London 2012: The Modern Pentathlon Just Got Even More … Modern

Dennis Bowsher with the laser pistol that will be used in the pentathlon at the Olympics in London.Lucas Jackson/ReutersDennis Bowsher with the laser pistol that will be used in the pentathlon at the Olympics in London.

COLORADO SPRINGS, Colo. — You may have missed it, but there is something big going on in the world of modern pentathlon.

The Games this year in London will not only be the first to use laser pistols instead of pistols that shoot pellets, but will also mark the debut of the combination running-shooting event. Instead of shooting and running being separate, athletes will now do both in one event. They will shoot five targets with a laser pistol, then run 1,000 meters– and they will do that three times. It is one of the more bizarre and challenging Olympic events.

“It was a difficult transition,” said Dennis Bowsher, a pentathlete for the United States who trains here. Bowsher became involved with the sport in 2003, five years before the combined event was announced. “It took me a few years to get that motion down,” he said.

Modern pentathlon is a sport in which athletes must complete four events in one day: swimming, fencing, show jumping on a horse they have not ridden before (called an unknown horse) and the combined shooting and running event. After the Beijing Summer Games in 2008, in an effort to increase the interest of fans, the sport’s organizers combined shooting and running, reducing the number of separate events to four from five. Yet the name “pentathlon” stayed, even though “penta-“ is a prefix for five. Linguists are baffled.

But for Olympic hopefuls in the ahem, technically, tetrathon, the changes have made for some new challenges in preparation.

Now, for example, Bowsher uses a treadmill that was moved into the laser shooting range here so he can practice shooting with his heart rate up.

“When shooting was an individual event by itself,” Bowsher said, “each shot would take me about 15 seconds from the time I shot the gun to when I squeezed the shot off. Now I’m looking to get all five shots off in 15 seconds.”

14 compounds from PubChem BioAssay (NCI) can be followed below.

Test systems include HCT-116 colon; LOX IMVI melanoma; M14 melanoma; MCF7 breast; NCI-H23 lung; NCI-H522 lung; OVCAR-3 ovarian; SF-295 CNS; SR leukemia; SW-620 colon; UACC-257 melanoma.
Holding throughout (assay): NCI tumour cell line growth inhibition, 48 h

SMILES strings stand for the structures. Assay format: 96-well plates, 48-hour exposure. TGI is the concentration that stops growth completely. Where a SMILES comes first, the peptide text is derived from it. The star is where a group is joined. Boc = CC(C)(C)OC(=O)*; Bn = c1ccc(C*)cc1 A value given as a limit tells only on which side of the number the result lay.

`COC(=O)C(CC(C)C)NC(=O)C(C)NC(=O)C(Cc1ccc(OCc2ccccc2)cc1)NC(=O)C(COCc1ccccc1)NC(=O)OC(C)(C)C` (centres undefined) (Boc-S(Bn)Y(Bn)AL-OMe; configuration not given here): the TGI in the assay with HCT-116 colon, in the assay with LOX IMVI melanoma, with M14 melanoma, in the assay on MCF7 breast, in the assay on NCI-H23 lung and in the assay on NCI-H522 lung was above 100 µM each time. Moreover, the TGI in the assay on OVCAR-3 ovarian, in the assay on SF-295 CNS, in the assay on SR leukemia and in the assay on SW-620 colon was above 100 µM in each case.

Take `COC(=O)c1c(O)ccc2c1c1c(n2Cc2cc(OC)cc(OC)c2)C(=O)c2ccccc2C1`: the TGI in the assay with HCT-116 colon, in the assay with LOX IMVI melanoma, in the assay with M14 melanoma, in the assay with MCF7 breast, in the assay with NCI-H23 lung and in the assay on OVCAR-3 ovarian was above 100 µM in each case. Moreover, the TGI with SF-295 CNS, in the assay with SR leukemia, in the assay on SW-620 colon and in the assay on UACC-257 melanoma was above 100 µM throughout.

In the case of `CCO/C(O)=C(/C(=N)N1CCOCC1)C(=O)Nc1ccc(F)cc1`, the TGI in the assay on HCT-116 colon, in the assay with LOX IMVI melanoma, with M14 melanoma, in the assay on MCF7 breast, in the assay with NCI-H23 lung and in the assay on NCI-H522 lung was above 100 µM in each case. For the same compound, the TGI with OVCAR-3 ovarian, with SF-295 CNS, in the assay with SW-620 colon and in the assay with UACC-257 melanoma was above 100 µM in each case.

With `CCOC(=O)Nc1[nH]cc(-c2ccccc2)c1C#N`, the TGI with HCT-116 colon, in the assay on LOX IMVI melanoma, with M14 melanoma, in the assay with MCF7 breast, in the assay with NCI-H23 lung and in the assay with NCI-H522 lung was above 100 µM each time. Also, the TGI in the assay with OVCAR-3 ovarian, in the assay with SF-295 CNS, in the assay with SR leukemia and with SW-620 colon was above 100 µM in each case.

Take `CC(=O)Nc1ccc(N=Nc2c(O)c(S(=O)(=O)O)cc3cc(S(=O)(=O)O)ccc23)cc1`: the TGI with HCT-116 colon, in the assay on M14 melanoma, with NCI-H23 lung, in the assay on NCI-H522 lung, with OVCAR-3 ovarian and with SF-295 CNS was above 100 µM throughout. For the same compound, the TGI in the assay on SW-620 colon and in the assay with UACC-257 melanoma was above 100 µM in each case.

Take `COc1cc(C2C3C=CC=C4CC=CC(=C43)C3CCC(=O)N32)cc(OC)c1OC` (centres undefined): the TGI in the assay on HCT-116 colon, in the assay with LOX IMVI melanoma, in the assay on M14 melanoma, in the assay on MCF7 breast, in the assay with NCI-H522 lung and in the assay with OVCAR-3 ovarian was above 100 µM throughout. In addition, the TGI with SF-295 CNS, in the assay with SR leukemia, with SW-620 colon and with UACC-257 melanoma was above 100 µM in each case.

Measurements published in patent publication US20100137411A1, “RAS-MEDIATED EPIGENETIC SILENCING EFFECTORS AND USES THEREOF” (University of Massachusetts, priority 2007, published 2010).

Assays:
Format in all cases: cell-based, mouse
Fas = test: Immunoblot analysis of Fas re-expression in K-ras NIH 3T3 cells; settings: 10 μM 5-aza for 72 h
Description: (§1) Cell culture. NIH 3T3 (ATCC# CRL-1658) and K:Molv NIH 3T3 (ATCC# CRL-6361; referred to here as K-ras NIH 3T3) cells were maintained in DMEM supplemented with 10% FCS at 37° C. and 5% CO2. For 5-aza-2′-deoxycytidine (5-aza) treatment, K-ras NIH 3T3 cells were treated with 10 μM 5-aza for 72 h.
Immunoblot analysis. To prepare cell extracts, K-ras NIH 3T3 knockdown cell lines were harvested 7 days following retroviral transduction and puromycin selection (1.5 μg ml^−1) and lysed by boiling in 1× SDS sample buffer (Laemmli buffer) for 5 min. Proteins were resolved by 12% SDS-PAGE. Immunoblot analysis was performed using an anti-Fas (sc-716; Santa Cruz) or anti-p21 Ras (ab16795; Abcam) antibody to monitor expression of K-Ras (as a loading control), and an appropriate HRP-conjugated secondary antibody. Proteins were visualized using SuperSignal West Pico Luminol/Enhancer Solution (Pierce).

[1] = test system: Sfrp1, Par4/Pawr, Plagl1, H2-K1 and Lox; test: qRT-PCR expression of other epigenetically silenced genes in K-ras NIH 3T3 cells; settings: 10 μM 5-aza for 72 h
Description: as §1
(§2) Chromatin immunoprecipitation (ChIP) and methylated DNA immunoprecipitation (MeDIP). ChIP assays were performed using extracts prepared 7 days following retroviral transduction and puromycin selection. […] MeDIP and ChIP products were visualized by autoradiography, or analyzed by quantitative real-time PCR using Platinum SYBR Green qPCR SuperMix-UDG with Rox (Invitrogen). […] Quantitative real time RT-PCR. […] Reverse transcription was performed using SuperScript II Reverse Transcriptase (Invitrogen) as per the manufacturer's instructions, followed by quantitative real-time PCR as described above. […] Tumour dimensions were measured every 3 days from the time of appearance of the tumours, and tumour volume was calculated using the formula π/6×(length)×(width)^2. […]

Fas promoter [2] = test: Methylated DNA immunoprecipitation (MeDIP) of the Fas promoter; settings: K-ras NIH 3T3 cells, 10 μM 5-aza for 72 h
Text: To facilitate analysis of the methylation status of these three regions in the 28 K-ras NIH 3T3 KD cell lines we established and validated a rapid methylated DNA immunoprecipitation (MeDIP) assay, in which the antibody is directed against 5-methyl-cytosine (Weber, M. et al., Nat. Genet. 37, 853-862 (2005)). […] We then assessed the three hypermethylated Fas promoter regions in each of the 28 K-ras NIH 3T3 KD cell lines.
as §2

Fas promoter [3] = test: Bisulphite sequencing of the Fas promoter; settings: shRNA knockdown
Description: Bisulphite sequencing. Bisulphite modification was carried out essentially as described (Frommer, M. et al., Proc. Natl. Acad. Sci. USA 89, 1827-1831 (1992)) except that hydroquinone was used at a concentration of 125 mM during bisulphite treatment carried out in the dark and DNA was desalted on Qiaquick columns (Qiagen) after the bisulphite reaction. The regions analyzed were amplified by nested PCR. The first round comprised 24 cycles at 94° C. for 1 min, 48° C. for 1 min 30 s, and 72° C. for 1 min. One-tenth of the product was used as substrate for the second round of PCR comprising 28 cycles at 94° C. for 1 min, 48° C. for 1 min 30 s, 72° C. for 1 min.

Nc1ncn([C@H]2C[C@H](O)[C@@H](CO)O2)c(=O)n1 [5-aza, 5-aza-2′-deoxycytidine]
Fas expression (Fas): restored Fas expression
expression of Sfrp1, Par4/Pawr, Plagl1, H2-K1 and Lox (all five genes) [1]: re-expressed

Bowsher is a member of the U.S. Army World Class Athlete Program, training full time for his sport, which is considered active duty in the army. Pentathlon has a lengthy history with the military; General George S. Patton was a member of the U.S. pentathlon team a century ago at the Games in Stockholm. (He finished fifth overall.)

And now, there’s the laser pistol. More reminiscent of “Star Trek” than whatever the sport’s founder, Pierre de Coubertin, probably had in mind when he formally introduced it at the 1912 Games, the pistol has also changed pentathlon preparation for medal hopefuls like Bowsher.

Bowsher said that in general, his results are better with the laser gun than with shooting pellets. Pentathletes shoot 10 meters away from the target and during practice can track how far their shots hit from the target.

In the combined running-shooting event, there is no penalty for missing a target, other than losing time in the event. “I want to be as fast as possible,” Bowsher said.

“It’s better to learn to shoot with a high heart rate,” he said. “You want to get up there and start shooting right away.”

Bowsher said audiences should like the change.

“For me, it’s more exciting,” he said. “People can move up places in the shooting. If you have two guys running into the range together, you can see, ‘Oh, this guy hit two, this guy missed one.’ You’re on edge. Is he going to hit it? Or is he going to miss it?”

In addition to mastering the new running-shooting event, competitors have intensive training with horses for the riding segment, time in the pool for swimming, and practice with an epee for the fencing portion.

Although modern pentathlon will celebrate its 100-year anniversary at the Games this summer, the United States has yet to produce a gold medalist, a situation Bowsher hopes to change, even if it requires conquering the new running and shooting event.

“I have respect for every kind of sport,” he said. “It takes dedication.”

From The New York Times


About swimbikerun1
Devoted Father, Husband and Employee.Endurance sports fanatic (running,cycling,swimming).Triathlon athlete and coach.If only days had more than 24 hours.

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